Glenville Becomes a Town: The Act of 1820

Arranged by Supervisor Chris Koetzle and Town Historian Joan Szablewski
Map of Glenville NY from 1866

In the early 19th century, the city of Schenectady consisted of four wards: Wards 1 & 2 comprised what the city is today, with Rotterdam making the third ward and Glenville the fourth.

Both the third and fourth wards were thinly populated land which was owned by the city and known as the "Common Lands". They were essentially wooded lands where Schenectady's residents could cut trees for timber or fuel and use the land to pasture livestock.As the population grew however, problems such as uncontrolled cutting began to take its toll on the finite natural resources.Additionally, the city was in debt needed to raise money, and great interest grew in the land. The city's leaders felt the best way to sell the land was by auction.

At the time, the city was governed by a Council governed by two alderman from each ward. In 1816, the city tried to find a resolution to the problems of the commons but the population in the first and second wards could not agree with the farmers in the third and fourth wards.

By May of 1819, the Council formed a new committee consisting of one member from each ward. Representing the fourth ward was Alexander Jacobs Sanders.The solution proposed to split the third and fourth wards into separate towns from the city and divide the commons equally between the towns and the city. This would allow the towns and the city to lease their own respective portions of the commons as they saw fit. The proposal received public support on a meeting held on December 31, 1819. On January 1, 1820, the Council met and resolved to petition the State legislature to alter the city's charter.

The Act of 1820

In 1820, the United States was in the midst of the "Era of Good Feelings" that followed the War of 1812. James Monroe was ending his first term as president, and Congress- split of the issue of slavery, was working on the Missouri Compromise.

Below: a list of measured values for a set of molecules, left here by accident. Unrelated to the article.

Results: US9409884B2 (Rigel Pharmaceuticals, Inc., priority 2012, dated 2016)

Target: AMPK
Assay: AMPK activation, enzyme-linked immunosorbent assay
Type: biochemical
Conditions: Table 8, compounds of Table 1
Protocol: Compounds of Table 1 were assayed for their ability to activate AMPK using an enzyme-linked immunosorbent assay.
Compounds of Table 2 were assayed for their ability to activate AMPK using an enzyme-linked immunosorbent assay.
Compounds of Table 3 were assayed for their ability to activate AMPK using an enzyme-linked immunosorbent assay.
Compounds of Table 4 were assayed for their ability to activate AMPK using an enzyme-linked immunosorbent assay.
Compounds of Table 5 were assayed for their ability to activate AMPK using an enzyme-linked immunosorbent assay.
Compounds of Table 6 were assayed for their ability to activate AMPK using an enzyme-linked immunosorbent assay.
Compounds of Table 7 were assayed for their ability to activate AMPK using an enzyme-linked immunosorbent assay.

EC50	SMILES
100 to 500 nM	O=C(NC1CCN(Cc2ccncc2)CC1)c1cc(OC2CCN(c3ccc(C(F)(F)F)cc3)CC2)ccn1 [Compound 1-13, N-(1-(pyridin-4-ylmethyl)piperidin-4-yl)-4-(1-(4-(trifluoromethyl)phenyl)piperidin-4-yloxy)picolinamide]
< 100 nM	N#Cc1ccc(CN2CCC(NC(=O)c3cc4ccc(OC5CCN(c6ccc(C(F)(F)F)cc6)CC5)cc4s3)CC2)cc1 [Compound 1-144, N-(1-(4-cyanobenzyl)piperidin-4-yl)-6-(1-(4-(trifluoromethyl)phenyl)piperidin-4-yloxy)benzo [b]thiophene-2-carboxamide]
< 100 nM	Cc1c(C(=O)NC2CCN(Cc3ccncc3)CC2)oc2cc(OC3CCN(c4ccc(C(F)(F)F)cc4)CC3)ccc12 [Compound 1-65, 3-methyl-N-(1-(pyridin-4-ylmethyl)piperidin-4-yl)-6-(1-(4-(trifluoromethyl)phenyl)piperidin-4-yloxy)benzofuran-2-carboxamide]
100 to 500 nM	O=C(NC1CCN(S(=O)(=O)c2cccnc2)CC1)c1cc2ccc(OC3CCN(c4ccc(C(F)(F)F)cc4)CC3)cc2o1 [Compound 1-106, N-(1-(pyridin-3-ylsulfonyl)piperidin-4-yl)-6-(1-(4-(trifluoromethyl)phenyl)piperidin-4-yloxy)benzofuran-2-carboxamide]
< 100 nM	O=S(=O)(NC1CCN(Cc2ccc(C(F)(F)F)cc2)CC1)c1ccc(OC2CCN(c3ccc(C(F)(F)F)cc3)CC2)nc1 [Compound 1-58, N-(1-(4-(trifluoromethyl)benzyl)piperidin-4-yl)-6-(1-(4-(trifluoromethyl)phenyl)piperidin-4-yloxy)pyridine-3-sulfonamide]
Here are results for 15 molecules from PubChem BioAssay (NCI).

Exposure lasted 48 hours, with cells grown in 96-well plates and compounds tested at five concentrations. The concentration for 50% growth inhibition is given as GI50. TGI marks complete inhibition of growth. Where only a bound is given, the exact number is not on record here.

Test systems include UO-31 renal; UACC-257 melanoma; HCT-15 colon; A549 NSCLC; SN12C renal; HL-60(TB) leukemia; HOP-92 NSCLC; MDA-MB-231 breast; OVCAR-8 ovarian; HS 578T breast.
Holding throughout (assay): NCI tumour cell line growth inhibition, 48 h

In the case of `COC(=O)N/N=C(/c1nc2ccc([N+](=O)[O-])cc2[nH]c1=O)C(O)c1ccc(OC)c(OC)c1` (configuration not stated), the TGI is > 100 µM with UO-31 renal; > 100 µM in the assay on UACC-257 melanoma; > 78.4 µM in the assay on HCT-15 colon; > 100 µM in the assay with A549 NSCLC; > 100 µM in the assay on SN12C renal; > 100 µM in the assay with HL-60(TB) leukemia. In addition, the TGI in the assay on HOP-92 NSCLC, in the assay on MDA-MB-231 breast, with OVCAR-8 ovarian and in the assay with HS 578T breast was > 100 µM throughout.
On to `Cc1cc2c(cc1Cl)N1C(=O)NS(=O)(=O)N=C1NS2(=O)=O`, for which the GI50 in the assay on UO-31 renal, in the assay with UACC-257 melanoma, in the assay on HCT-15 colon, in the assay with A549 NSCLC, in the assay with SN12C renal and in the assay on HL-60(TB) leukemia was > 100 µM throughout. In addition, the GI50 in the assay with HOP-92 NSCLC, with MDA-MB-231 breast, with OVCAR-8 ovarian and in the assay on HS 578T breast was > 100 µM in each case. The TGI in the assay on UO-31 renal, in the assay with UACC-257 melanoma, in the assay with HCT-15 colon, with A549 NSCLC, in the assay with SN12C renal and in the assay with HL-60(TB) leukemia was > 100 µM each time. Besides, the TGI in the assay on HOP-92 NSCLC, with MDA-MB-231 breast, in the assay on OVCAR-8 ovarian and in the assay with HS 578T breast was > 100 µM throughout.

In Albany, Governor DeWitt Clinton opened the 43rd session with an address to the Legislature with an address where he reported the progress of the Erie Canal. This session would end with the Legislature taking up the issue of creating the Town of Glenville. 

The petition from the City of Schenectady was read before the Assembly on March 14 and referred to committee for consideration. On March 24th, the Assembly received notice from residents who disagreed with the solution.Nevertheless, the  bill was passed from the assembly on April 8th. 

The Senate passed an amended version of the bill on April 12, 1820 and sent it back to the Assembly for approval on April 14th, the final day for the legislative session, for final approval.The session concluded at 4pm with the measure being passed, and thus Glenville was born.

The first Glenville town meeting was held on January 2, 1821 at the tavern of Nicholas S. Van Patten (at the corner of Sacandaga and Ridge Roads). At the meeting, officers were selected and a vote was taken to give the trustees the power to lease the new lands in 20-acre lots.

Glenville and Schenectady divided the commons into two strips: the North and the South. Schenectady retained the southern lands and divided its portion into 50 acre lots.Glenville distributed its lands in the north by auction to the voters, but many were maintained as wooden lots since it was difficult to develop a farm on 20 acres, especially in the Glenville Hills.

The town's first supervisor was Albert Vedder and was selected at the Janaury 2nd meeting.